Ear canker in rabbits
Ear canker can be a painful and irritating condition for your rabbit. Signs of this condition tend to appear 2-3 weeks after the animal is first infested with mites, therefore early detection of the mites that cause ear canker is important when trying to prevent this condition from taking hold.
Ear canker is a condition of the rabbit’s ears caused by the ear mite Psoroptes cuniculi. Psoroptes cuniculi is a common parasite of rabbits and occurs worldwide. The mites irritate the lining of the ear which causes oozing serum and thick crusts to accumulate within the ear canal. Lesions can spread to the face and neck and perforate through the eardrum leading to middle ear disease (otitis media).
Ear mites cause the rabbit intense irritation, so you will notice your rabbit headshaking, ear flapping and scratching at the ears more often than usual. More severe signs may include twisting of the head (torticollis) and spasms of the eye muscles.
If you look down the rabbits ears you may notice crustings and scabs down the ear canal. The rabbit may resent you touching the ears as the condition is also very painful.
Long-term suffering can lead to further problems where the rabbit may lose skin from the ears and succumb to secondary infections which can damage the inner ear and may reach the central nervous system (CNS).
If you suspect your rabbit has ear canker, you should take it to see your vet as soon as possible, since the longer you leave it before treatment the more serious it will get and the longer the rabbit will suffer.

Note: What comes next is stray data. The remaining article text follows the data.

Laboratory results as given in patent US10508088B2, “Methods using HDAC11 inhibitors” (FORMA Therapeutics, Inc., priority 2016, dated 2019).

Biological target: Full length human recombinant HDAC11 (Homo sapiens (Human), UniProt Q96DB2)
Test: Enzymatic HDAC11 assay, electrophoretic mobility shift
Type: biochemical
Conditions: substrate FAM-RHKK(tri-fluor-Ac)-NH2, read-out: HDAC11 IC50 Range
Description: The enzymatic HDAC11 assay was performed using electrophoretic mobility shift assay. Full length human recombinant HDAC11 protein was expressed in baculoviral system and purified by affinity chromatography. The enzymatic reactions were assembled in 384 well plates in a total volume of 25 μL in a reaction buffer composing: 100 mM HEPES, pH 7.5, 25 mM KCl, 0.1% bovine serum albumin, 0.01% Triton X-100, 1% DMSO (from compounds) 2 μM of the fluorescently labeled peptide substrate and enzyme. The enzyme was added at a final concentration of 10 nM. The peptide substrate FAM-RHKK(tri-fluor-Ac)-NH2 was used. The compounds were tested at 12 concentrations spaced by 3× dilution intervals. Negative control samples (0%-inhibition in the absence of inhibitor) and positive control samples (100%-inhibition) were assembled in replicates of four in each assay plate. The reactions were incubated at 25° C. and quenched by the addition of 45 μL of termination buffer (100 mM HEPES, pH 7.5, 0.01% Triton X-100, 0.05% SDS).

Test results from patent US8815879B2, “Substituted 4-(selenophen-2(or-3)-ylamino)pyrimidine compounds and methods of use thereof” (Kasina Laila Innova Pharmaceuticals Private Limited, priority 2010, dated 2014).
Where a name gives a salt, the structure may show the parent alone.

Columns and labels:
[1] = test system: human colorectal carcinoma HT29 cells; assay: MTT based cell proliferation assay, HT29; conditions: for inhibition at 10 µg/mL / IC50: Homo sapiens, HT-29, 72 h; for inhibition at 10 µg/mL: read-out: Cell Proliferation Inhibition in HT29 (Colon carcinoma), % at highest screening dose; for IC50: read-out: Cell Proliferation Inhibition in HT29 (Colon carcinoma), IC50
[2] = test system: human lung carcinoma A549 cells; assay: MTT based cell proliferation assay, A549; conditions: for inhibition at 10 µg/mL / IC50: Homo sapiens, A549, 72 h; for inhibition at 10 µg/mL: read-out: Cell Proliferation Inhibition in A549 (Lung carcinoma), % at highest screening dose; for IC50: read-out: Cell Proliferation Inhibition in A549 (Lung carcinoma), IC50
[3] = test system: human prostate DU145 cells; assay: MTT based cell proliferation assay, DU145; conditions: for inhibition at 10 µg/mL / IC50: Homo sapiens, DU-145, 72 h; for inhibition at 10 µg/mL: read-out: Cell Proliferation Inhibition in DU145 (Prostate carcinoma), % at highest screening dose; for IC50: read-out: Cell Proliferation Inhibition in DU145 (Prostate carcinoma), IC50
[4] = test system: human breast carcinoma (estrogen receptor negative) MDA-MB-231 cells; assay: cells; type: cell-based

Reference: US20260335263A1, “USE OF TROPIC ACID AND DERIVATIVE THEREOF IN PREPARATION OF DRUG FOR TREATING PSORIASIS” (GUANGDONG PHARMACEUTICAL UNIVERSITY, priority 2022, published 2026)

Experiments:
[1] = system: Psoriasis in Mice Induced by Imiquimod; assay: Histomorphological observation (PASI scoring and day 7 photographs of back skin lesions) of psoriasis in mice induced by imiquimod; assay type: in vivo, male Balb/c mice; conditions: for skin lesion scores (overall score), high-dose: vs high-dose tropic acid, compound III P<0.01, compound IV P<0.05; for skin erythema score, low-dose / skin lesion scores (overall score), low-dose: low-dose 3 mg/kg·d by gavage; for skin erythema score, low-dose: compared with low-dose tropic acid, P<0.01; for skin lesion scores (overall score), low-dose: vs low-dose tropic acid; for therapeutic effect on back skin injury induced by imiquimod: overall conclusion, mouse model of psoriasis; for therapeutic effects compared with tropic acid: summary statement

The recommended treatment is Ivermectin injections once every 10-14 days for three treatments or Moxidectin injection once every 10 days for two treatments. All in-contact animals should be treated even if they are showing no symptoms. Mild infections may be treated with eardrops.
The systemic treatment should be sufficient to resolve the crusty lesions down the ears, but if necessary they can be removed by being softened in mineral oil before being very carefully removed. Care must be taken not to damage the lining of the ear canal and your vet may need to sedate your rabbit to carry this procedure out safely.
Painkillers (analgesia) in the form of a non-steroidal anti-inflammatory drug (NSAID) may also be prescribed to help with the pain and irritation the condition causes.
All bedding within the cage/hutch should be disposed of (preferably burnt) after each of the rabbit injections. Hutches should be carefully cleaned and disinfected to ensure there are no mites present which may cause further infections.